Much can be done to improve transit for the visually impaired people who rely on it in Regina, writes Kelly Waldal.
This week, the blind and partially sighted community is raising public awareness across Saskatchewan with an accessible public transit campaign.
Accessible public transportation is a legislated human right for residents of Saskatchewan and is a key advocacy issue from people in the vision loss community.
Despite provincial accessibility legislation, and the recent public announcement of the City of Regina’s transit master plan, there are currently significant gaps for the vision loss Riders using the Regina transit service.
The City of Regina administration has a civic responsibility to ensure planners and transit policy overseers revisit the thought process that approved the location and installation of a new bus shelter located in the middle of a block with no sidewalk to ensure safe access to and from the bus stop location in the snow and rain.
Low-vision riders must often wait outside the bus shelter during inclement weather, as transit operators often pass by the bus stop if the rider does not step out of the bus shelter when the bus approaches.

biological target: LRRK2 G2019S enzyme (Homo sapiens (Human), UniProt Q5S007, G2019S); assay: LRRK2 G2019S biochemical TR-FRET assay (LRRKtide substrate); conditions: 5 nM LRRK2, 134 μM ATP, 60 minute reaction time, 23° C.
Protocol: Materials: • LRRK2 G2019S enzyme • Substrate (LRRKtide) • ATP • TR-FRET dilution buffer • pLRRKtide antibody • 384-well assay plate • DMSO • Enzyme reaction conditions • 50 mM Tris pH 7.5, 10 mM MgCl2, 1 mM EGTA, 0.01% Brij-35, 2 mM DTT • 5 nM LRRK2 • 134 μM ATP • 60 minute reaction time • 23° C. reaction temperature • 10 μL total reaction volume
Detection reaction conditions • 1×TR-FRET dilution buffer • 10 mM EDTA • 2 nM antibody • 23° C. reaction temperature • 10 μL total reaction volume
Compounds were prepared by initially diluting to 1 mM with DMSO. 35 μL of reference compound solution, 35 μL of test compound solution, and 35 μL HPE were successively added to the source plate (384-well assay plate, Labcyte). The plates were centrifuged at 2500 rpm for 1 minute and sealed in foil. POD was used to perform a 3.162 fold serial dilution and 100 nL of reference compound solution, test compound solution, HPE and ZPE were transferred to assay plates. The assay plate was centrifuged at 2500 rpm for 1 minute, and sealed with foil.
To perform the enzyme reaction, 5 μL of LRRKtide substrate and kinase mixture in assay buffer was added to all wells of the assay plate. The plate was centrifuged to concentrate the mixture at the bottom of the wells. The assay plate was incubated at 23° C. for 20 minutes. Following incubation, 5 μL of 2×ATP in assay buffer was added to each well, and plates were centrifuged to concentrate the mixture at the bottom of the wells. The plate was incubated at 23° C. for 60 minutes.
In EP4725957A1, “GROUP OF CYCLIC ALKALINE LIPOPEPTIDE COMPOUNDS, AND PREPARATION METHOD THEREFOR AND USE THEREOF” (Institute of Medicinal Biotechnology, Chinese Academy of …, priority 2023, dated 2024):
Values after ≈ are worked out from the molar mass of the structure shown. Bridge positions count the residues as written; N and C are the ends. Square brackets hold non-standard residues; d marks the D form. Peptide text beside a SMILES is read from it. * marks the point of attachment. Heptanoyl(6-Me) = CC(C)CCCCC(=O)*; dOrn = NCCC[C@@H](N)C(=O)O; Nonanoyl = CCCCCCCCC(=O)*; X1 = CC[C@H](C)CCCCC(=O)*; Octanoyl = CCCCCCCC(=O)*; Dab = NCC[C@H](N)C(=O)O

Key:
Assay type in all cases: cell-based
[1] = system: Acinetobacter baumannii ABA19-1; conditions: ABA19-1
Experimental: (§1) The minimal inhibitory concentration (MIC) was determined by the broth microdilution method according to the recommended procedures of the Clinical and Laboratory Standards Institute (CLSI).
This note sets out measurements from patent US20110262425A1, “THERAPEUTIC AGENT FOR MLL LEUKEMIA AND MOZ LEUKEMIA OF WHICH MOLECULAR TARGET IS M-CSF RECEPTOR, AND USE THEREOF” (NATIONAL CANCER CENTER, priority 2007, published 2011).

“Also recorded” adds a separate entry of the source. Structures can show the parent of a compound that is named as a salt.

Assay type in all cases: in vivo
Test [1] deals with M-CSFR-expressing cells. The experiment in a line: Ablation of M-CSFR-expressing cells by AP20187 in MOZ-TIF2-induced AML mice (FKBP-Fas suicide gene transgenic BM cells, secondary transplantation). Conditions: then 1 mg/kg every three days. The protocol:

Low-vision riders lose their independence when the inside bus stop location announcements are turned off and the outside bus route number announcement is also turned off, creating difficulty for low-vision riders at busy downtown transit locations attempting to find the desired bus.
During the winter, snow removal maintenance operations often leave snowplow ridges, which means low-vision riders and those blind individuals with guide dogs must confront climbing over the snow barrier when entering and exiting the bus.
Transit stop locations with no brail or large print signage or adequate pedestrian crossing signals at busy vehicle intersections deny riders safe access to their business centres and shopping malls and to popular transit locations that ultimately marginalize the vision loss community.
Several of the indignities experienced by the blind and partially sighted community attempting to safely access Regina’s public transit service have been presented in the past to city administrators through the Regina accessibility advisory committee.
Several of the noted challenges experienced by the vision loss riders have cost-effective solutions that necessitates authentic internal conversations to mitigate the city’s departmental decision silos to ensure accountability to support a single objective — make Regina’s public transit service truly inclusive for all residents of Regina.
Kelly Waldal, Regina
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